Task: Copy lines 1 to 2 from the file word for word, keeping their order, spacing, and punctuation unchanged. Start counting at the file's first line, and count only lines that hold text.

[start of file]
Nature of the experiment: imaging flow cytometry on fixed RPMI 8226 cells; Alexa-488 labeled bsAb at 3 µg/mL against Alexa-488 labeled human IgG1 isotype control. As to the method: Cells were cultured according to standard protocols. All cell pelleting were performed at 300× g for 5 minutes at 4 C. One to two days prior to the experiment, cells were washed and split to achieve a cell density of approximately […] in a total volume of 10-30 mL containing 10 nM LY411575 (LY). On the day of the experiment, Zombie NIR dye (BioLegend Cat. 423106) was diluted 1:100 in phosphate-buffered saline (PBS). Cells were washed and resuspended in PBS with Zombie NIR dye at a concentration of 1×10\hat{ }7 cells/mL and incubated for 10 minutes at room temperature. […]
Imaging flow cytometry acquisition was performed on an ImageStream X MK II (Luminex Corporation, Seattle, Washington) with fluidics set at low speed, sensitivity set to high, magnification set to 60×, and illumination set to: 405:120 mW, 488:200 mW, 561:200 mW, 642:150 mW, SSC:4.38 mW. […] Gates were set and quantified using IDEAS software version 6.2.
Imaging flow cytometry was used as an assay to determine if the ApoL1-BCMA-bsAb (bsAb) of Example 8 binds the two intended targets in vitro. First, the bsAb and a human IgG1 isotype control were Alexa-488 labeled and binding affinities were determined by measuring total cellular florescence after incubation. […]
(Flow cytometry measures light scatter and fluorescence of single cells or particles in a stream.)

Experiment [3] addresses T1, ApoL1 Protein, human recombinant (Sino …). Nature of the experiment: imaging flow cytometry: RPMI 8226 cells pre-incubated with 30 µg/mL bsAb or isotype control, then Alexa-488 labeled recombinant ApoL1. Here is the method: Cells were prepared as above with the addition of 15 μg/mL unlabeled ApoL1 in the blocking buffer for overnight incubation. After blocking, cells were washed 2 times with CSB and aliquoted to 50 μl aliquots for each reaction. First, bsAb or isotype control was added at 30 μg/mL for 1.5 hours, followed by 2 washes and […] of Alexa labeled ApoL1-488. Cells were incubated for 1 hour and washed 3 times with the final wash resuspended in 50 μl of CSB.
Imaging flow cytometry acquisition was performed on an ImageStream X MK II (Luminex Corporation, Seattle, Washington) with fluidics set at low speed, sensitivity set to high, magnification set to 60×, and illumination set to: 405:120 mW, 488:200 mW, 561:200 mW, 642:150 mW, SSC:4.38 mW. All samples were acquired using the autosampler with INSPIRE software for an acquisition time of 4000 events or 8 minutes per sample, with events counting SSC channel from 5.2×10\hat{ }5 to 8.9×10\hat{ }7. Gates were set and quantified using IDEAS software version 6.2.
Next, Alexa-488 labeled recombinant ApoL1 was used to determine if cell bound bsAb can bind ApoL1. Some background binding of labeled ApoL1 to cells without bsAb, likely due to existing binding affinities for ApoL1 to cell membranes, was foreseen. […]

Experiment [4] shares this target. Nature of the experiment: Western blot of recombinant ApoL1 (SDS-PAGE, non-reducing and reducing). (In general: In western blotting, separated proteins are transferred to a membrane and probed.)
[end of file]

Nature of the experiment: imaging flow cytometry on fixed RPMI 8226 cells; Alexa-488 labeled bsAb at 3 µg/mL against Alexa-488 labeled human IgG1 isotype control. As to the method: Cells were cultured according to standard protocols. All cell pelleting were performed at 300× g for 5 minutes at 4 C. One to two days prior to the experiment, cells were washed and split to achieve a cell density of approximately […] in a total volume of 10-30 mL containing 10 nM LY411575 (LY). On the day of the experiment, Zombie NIR dye (BioLegend Cat. 423106) was diluted 1:100 in phosphate-buffered saline (PBS). Cells were washed and resuspended in PBS with Zombie NIR dye at a concentration of 1×10\hat{ }7 cells/mL and incubated for 10 minutes at room temperature. […]
Imaging flow cytometry acquisition was performed on an ImageStream X MK II (Luminex Corporation, Seattle, Washington) with fluidics set at low speed, sensitivity set to high, magnification set to 60×, and illumination set to: 405:120 mW, 488:200 mW, 561:200 mW, 642:150 mW, SSC:4.38 mW. […] Gates were set and quantified using IDEAS software version 6.2.